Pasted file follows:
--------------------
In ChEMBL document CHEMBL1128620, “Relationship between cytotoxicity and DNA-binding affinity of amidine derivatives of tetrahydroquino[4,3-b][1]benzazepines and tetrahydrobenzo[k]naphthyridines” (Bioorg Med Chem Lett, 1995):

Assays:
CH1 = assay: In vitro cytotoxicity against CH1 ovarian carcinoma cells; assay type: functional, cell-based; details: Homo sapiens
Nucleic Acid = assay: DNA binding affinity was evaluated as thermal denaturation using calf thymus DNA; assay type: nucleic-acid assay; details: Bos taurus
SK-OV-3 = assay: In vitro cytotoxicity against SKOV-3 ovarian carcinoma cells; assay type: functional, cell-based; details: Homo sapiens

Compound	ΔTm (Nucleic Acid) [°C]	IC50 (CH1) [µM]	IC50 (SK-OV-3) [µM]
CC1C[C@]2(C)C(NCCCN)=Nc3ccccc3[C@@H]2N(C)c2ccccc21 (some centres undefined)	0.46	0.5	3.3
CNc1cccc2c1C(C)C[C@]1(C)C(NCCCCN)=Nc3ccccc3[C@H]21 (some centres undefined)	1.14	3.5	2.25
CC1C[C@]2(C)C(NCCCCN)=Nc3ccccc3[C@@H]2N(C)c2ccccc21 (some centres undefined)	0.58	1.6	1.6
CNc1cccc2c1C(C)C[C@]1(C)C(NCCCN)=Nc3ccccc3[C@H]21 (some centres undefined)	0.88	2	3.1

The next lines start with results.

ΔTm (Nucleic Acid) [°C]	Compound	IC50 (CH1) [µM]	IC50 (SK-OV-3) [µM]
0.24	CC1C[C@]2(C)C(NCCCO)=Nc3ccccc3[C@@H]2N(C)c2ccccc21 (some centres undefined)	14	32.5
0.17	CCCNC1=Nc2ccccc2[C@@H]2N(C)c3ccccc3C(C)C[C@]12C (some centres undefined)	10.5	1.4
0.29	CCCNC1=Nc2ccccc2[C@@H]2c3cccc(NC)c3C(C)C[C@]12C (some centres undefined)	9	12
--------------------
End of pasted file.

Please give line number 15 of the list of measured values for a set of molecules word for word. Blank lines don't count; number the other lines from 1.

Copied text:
0.29	CCCNC1=Nc2ccccc2[C@@H]2c3cccc(NC)c3C(C)C[C@]12C (some centres undefined)	9	12